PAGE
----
Oil Tanks and Pipes Tend to Leak

Depending on who you talk to, the possibility that a specific oil storage system is leaking ranges from less than one percent to fifty percent. The limited data collected by Sound Home Inspection Inc. suggests that a realistic number is somewhere in the middle of that range.

Even less is known about the severity of such leaks. At the extreme ends of the spectrum there are leaks which contaminate a few square feet of soil. Then there are the leaks from oil tanks which have contaminated many truckloads full of soil. Translated into the cost of cleanup, the range is from a few hundred dollars to over $100,000.

The fact that an oil tank has leaked and has contaminated the soil usually comes as a surprise to the owner and user of a property. Most oil contamination from underground tanks is not detectable at the surface. Such contamination is often the result of a slow ongoing leak which may not be significant enough to notice a large increase in oil consumption. When contamination is detected, it is usually the result of tank removal, construction work, or soil tests. Some oil leaks are also found as a result of water in the tank, or a dramatic increase in oil consumption as a result of a large hole in the tank. In rare occasions, oil seepage is detected in a basement, drainage system, or the hillside adjacent to the tank.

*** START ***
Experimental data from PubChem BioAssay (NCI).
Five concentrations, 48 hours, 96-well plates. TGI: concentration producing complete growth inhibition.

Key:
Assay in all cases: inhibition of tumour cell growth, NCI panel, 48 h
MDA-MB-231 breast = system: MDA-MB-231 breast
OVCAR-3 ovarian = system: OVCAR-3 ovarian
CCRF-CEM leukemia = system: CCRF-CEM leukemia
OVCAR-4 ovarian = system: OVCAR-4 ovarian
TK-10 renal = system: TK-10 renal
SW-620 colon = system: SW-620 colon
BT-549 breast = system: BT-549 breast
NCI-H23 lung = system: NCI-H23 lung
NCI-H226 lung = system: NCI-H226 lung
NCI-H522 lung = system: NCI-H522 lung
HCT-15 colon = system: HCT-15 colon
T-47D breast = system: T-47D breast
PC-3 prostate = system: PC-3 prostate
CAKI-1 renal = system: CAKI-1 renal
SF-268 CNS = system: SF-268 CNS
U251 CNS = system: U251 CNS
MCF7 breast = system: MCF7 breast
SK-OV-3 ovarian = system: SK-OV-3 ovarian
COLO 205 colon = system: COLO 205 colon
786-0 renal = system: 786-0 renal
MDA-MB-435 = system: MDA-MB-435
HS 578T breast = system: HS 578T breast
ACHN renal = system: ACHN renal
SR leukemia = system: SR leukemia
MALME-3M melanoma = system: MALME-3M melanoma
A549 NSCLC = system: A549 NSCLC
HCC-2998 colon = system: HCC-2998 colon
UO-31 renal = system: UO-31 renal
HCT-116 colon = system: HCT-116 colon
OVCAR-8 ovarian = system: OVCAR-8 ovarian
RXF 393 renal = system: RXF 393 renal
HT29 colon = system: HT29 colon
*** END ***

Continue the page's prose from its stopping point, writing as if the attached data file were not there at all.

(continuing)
Some of the factors which contribute to oil tank and oil line leaks are: the age of the tank, the quality of the installation work, the condition of the soil, and luck. Well drained and sandy soil is conducive to long tank life. Wet and clay like soils promote rust and leaking tanks. Finding water inside a tank is a sign of a leaking tank. However, it is not positive proof nor does it indicate how much oil has leaked out of the tank, or for how long.